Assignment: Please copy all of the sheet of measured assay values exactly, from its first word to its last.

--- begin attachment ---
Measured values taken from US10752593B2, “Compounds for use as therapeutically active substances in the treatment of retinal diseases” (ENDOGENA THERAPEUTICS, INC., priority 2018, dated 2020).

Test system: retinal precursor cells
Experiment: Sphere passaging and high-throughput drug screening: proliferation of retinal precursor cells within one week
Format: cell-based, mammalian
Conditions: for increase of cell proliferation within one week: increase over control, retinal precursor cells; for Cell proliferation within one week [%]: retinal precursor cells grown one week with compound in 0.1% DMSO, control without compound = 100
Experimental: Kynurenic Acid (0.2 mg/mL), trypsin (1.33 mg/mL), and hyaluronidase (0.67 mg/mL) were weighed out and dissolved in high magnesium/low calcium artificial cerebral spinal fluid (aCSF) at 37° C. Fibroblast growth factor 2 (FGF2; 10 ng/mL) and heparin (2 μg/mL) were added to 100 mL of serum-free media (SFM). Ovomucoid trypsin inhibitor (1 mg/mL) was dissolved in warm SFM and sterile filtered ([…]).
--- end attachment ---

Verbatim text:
Measured values taken from US10752593B2, “Compounds for use as therapeutically active substances in the treatment of retinal diseases” (ENDOGENA THERAPEUTICS, INC., priority 2018, dated 2020).

Test system: retinal precursor cells
Experiment: Sphere passaging and high-throughput drug screening: proliferation of retinal precursor cells within one week
Format: cell-based, mammalian
Conditions: for increase of cell proliferation within one week: increase over control, retinal precursor cells; for Cell proliferation within one week [%]: retinal precursor cells grown one week with compound in 0.1% DMSO, control without compound = 100
Experimental: Kynurenic Acid (0.2 mg/mL), trypsin (1.33 mg/mL), and hyaluronidase (0.67 mg/mL) were weighed out and dissolved in high magnesium/low calcium artificial cerebral spinal fluid (aCSF) at 37° C. Fibroblast growth factor 2 (FGF2; 10 ng/mL) and heparin (2 μg/mL) were added to 100 mL of serum-free media (SFM). Ovomucoid trypsin inhibitor (1 mg/mL) was dissolved in warm SFM and sterile filtered ([…]).